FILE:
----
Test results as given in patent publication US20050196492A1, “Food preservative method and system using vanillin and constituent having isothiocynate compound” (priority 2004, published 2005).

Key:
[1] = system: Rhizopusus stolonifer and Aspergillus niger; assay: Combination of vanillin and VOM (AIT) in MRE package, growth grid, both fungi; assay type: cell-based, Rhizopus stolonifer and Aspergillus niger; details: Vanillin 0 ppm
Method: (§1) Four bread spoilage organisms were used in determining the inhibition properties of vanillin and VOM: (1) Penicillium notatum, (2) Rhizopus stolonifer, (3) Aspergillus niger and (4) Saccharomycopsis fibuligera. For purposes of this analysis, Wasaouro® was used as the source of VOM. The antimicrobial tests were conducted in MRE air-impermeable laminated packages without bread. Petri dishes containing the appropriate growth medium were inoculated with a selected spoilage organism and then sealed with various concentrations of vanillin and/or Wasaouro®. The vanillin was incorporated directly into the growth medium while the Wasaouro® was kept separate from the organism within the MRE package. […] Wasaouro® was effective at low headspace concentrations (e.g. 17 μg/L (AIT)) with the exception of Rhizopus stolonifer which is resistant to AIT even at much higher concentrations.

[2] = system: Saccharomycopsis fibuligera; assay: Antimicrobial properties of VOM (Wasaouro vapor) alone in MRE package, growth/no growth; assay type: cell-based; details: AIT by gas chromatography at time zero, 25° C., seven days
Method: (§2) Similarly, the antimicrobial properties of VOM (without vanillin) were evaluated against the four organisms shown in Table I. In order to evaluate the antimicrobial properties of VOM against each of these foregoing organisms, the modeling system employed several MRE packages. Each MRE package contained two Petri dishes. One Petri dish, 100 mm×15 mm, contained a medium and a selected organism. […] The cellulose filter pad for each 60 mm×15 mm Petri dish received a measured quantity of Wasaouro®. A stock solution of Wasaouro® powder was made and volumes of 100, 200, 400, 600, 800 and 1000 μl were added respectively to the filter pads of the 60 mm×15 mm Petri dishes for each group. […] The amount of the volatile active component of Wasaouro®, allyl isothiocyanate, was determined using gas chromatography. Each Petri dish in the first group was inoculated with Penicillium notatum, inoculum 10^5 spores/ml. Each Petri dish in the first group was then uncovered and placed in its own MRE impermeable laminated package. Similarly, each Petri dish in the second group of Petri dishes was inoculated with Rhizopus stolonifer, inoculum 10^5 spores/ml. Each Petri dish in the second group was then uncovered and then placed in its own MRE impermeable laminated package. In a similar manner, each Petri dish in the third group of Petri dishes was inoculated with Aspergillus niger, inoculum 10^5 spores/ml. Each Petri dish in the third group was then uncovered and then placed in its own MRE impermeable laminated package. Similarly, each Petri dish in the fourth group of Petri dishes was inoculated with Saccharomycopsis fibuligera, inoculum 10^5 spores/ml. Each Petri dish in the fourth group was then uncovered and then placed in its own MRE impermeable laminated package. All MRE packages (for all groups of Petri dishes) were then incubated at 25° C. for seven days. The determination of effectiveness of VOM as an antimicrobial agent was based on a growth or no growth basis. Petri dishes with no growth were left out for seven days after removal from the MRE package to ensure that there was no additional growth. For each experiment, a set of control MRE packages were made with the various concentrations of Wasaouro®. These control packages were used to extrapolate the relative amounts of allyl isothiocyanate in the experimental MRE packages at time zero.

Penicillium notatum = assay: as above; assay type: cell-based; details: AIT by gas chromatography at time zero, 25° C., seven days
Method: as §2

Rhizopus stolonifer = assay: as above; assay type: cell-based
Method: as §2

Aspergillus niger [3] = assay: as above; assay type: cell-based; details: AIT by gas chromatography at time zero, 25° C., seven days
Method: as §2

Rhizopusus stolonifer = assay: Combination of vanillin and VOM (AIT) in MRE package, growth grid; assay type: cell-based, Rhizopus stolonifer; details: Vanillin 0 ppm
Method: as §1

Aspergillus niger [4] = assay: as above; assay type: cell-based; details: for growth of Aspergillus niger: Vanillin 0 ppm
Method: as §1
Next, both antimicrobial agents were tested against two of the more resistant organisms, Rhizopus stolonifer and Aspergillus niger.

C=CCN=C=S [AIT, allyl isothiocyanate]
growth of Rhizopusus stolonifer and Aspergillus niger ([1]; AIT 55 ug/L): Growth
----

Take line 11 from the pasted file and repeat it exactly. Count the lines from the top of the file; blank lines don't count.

Aspergillus niger [3] = assay: as above; assay type: cell-based; details: AIT by gas chromatography at time zero, 25° C., seven days